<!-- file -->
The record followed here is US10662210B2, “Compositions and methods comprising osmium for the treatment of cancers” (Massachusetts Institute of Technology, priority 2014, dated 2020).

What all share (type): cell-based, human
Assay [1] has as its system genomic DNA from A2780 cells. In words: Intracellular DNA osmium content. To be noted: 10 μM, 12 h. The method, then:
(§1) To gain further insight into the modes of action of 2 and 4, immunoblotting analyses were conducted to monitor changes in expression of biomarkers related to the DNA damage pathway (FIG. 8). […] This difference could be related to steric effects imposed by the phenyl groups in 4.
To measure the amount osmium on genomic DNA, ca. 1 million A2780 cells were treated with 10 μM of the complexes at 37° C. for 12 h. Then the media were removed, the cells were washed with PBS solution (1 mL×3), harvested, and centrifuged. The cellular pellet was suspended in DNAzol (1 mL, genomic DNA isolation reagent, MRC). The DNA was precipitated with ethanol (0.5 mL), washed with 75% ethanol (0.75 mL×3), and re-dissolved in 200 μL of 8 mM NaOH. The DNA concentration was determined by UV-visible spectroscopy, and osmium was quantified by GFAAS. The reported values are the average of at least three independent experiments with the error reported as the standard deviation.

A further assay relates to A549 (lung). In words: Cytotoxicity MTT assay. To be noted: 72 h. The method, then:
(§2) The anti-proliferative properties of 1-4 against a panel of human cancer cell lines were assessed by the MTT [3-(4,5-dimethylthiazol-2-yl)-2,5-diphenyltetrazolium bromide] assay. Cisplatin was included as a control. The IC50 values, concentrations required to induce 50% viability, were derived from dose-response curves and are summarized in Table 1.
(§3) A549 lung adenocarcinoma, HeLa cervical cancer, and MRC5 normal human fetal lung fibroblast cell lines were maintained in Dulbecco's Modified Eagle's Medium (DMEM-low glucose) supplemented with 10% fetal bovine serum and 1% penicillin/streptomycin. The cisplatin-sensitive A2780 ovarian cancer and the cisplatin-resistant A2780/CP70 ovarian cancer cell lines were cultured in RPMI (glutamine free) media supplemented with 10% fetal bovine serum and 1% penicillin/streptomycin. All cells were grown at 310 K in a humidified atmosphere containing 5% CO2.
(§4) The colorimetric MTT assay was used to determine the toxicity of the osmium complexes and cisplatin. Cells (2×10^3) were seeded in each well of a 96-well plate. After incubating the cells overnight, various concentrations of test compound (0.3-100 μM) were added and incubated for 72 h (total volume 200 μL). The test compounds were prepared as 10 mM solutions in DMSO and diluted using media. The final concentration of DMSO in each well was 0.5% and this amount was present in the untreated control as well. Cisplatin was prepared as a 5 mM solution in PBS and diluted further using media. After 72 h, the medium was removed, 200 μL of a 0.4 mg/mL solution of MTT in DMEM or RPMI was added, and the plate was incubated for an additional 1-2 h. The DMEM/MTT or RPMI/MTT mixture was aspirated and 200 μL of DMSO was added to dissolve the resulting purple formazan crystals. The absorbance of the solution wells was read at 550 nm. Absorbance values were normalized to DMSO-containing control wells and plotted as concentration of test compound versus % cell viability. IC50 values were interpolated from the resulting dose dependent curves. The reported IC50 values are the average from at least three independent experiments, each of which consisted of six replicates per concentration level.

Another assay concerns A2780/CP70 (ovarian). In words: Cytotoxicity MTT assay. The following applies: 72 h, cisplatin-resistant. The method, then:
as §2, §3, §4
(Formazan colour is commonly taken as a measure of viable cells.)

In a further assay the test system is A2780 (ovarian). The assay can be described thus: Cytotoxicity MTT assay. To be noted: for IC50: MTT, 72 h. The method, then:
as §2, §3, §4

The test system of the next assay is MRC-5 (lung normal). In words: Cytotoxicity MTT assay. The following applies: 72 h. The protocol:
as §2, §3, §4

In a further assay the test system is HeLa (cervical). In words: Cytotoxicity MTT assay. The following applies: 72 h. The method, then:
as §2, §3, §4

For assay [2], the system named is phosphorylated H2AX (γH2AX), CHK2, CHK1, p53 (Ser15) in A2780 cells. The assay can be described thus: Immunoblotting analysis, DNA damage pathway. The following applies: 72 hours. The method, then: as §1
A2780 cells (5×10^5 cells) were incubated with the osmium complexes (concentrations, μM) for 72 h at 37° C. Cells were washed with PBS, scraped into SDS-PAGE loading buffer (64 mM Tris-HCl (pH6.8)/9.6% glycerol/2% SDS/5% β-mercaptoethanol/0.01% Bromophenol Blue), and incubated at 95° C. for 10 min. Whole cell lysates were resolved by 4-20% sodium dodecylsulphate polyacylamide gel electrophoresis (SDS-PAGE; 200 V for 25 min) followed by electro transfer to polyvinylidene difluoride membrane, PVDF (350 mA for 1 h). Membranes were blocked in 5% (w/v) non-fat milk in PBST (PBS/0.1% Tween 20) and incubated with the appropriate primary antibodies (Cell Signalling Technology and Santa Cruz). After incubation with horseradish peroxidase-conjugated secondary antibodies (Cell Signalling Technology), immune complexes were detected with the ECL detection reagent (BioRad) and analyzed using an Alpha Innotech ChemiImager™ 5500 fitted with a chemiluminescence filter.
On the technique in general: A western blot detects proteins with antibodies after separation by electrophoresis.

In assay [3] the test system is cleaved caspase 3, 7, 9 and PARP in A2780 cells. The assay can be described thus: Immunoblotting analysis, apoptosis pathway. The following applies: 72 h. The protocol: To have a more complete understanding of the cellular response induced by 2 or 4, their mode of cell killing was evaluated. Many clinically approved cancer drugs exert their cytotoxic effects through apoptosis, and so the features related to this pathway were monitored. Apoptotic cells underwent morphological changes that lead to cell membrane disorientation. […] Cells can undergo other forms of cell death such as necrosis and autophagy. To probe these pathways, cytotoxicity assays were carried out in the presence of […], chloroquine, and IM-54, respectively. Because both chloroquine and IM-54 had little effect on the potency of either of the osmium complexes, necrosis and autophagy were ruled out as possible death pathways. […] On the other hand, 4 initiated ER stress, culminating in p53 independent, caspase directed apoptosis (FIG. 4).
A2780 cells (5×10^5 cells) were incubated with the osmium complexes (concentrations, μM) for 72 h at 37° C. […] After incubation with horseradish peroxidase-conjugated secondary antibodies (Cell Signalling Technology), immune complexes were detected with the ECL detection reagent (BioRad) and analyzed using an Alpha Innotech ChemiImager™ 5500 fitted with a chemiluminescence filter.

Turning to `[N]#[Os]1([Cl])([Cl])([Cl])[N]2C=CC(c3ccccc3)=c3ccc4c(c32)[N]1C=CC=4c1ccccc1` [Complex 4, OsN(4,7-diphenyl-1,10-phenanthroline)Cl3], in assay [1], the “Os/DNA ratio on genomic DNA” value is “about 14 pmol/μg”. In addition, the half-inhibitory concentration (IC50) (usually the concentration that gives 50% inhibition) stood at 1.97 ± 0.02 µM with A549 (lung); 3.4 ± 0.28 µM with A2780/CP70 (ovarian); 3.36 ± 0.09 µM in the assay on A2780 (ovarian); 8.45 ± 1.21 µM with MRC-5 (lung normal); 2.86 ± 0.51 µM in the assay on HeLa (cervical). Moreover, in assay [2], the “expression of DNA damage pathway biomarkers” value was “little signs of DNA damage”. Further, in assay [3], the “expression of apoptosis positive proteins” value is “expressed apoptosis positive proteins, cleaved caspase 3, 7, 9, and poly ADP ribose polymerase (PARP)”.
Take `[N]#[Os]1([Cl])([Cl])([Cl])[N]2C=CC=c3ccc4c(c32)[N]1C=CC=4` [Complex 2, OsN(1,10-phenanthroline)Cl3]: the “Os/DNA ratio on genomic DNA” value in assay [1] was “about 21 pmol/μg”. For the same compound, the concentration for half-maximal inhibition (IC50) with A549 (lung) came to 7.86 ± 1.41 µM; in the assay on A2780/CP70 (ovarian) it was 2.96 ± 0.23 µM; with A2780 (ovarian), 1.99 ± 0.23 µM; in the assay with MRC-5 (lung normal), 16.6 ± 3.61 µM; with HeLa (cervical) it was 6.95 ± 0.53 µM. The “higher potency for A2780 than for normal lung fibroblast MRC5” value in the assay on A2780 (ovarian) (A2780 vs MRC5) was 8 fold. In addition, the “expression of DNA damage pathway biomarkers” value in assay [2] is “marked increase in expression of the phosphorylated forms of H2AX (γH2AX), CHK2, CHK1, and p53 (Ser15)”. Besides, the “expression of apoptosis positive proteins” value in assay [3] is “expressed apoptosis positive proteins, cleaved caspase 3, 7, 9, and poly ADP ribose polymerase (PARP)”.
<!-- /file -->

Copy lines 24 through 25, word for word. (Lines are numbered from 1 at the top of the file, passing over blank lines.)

Turning to `[N]#[Os]1([Cl])([Cl])([Cl])[N]2C=CC(c3ccccc3)=c3ccc4c(c32)[N]1C=CC=4c1ccccc1` [Complex 4, OsN(4,7-diphenyl-1,10-phenanthroline)Cl3], in assay [1], the “Os/DNA ratio on genomic DNA” value is “about 14 pmol/μg”. In addition, the half-inhibitory concentration (IC50) (usually the concentration that gives 50% inhibition) stood at 1.97 ± 0.02 µM with A549 (lung); 3.4 ± 0.28 µM with A2780/CP70 (ovarian); 3.36 ± 0.09 µM in the assay on A2780 (ovarian); 8.45 ± 1.21 µM with MRC-5 (lung normal); 2.86 ± 0.51 µM in the assay on HeLa (cervical). Moreover, in assay [2], the “expression of DNA damage pathway biomarkers” value was “little signs of DNA damage”. Further, in assay [3], the “expression of apoptosis positive proteins” value is “expressed apoptosis positive proteins, cleaved caspase 3, 7, 9, and poly ADP ribose polymerase (PARP)”.
Take `[N]#[Os]1([Cl])([Cl])([Cl])[N]2C=CC=c3ccc4c(c32)[N]1C=CC=4` [Complex 2, OsN(1,10-phenanthroline)Cl3]: the “Os/DNA ratio on genomic DNA” value in assay [1] was “about 21 pmol/μg”. For the same compound, the concentration for half-maximal inhibition (IC50) with A549 (lung) came to 7.86 ± 1.41 µM; in the assay on A2780/CP70 (ovarian) it was 2.96 ± 0.23 µM; with A2780 (ovarian), 1.99 ± 0.23 µM; in the assay with MRC-5 (lung normal), 16.6 ± 3.61 µM; with HeLa (cervical) it was 6.95 ± 0.53 µM. The “higher potency for A2780 than for normal lung fibroblast MRC5” value in the assay on A2780 (ovarian) (A2780 vs MRC5) was 8 fold. In addition, the “expression of DNA damage pathway biomarkers” value in assay [2] is “marked increase in expression of the phosphorylated forms of H2AX (γH2AX), CHK2, CHK1, and p53 (Ser15)”. Besides, the “expression of apoptosis positive proteins” value in assay [3] is “expressed apoptosis positive proteins, cleaved caspase 3, 7, 9, and poly ADP ribose polymerase (PARP)”.